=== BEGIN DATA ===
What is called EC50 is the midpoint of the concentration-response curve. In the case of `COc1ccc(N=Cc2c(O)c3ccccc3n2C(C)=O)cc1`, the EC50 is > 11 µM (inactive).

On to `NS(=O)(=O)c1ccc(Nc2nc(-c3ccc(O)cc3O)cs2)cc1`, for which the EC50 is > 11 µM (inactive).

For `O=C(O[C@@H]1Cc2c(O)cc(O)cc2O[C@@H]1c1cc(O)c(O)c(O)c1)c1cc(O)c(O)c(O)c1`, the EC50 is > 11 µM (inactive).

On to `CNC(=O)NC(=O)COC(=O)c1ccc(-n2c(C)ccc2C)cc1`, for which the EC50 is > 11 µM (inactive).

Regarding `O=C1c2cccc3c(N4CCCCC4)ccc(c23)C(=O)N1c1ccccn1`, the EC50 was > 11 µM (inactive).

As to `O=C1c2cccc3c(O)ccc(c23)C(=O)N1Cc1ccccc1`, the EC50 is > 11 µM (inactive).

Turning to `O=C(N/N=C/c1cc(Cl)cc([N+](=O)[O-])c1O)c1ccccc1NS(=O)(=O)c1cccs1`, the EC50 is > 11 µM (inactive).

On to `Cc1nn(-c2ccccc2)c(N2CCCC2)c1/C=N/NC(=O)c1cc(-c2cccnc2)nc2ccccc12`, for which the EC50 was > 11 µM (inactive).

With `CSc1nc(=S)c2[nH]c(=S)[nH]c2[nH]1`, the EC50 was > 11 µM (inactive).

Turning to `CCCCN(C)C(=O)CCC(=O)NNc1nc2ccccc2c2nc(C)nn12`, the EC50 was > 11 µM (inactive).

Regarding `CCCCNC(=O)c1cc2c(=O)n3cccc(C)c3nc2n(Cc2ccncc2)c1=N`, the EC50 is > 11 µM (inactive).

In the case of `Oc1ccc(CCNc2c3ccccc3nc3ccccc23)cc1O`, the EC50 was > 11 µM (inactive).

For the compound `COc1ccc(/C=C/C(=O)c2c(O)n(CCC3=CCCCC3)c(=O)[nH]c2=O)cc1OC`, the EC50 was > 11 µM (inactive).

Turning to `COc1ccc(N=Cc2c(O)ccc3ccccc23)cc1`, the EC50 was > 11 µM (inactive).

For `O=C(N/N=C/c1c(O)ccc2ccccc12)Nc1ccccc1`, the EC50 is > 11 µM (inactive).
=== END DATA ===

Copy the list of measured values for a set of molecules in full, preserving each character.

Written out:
What is called EC50 is the midpoint of the concentration-response curve. In the case of `COc1ccc(N=Cc2c(O)c3ccccc3n2C(C)=O)cc1`, the EC50 is > 11 µM (inactive).

On to `NS(=O)(=O)c1ccc(Nc2nc(-c3ccc(O)cc3O)cs2)cc1`, for which the EC50 is > 11 µM (inactive).

For `O=C(O[C@@H]1Cc2c(O)cc(O)cc2O[C@@H]1c1cc(O)c(O)c(O)c1)c1cc(O)c(O)c(O)c1`, the EC50 is > 11 µM (inactive).

On to `CNC(=O)NC(=O)COC(=O)c1ccc(-n2c(C)ccc2C)cc1`, for which the EC50 is > 11 µM (inactive).

Regarding `O=C1c2cccc3c(N4CCCCC4)ccc(c23)C(=O)N1c1ccccn1`, the EC50 was > 11 µM (inactive).

As to `O=C1c2cccc3c(O)ccc(c23)C(=O)N1Cc1ccccc1`, the EC50 is > 11 µM (inactive).

Turning to `O=C(N/N=C/c1cc(Cl)cc([N+](=O)[O-])c1O)c1ccccc1NS(=O)(=O)c1cccs1`, the EC50 is > 11 µM (inactive).

On to `Cc1nn(-c2ccccc2)c(N2CCCC2)c1/C=N/NC(=O)c1cc(-c2cccnc2)nc2ccccc12`, for which the EC50 was > 11 µM (inactive).

With `CSc1nc(=S)c2[nH]c(=S)[nH]c2[nH]1`, the EC50 was > 11 µM (inactive).

Turning to `CCCCN(C)C(=O)CCC(=O)NNc1nc2ccccc2c2nc(C)nn12`, the EC50 was > 11 µM (inactive).

Regarding `CCCCNC(=O)c1cc2c(=O)n3cccc(C)c3nc2n(Cc2ccncc2)c1=N`, the EC50 is > 11 µM (inactive).

In the case of `Oc1ccc(CCNc2c3ccccc3nc3ccccc23)cc1O`, the EC50 was > 11 µM (inactive).

For the compound `COc1ccc(/C=C/C(=O)c2c(O)n(CCC3=CCCCC3)c(=O)[nH]c2=O)cc1OC`, the EC50 was > 11 µM (inactive).

Turning to `COc1ccc(N=Cc2c(O)ccc3ccccc23)cc1`, the EC50 was > 11 µM (inactive).

For `O=C(N/N=C/c1c(O)ccc2ccccc12)Nc1ccccc1`, the EC50 is > 11 µM (inactive).